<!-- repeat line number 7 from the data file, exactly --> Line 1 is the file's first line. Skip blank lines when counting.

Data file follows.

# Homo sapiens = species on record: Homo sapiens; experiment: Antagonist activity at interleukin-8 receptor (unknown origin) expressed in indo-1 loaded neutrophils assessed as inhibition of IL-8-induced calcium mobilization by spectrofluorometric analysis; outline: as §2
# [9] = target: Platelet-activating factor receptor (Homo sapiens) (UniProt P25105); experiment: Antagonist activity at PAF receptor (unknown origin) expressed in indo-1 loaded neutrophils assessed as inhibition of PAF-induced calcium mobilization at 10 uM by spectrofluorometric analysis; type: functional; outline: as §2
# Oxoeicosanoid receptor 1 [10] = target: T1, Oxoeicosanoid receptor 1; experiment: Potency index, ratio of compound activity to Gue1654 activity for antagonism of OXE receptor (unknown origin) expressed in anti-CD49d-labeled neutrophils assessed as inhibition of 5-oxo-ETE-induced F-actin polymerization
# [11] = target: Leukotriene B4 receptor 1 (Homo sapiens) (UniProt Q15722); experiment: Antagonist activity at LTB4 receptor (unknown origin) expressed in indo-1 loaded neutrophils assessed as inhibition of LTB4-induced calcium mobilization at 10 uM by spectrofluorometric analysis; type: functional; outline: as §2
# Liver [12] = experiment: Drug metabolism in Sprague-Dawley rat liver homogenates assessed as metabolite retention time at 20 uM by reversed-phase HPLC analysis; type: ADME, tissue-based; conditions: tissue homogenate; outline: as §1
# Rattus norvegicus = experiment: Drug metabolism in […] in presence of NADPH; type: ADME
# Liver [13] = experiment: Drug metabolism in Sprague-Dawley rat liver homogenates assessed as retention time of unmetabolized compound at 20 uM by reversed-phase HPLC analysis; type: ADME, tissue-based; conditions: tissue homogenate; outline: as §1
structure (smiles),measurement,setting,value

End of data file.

# Liver [13] = experiment: Drug metabolism in Sprague-Dawley rat liver homogenates assessed as retention time of unmetabolized compound at 20 uM by reversed-phase HPLC analysis; type: ADME, tissue-based; conditions: tissue homogenate; outline: as §1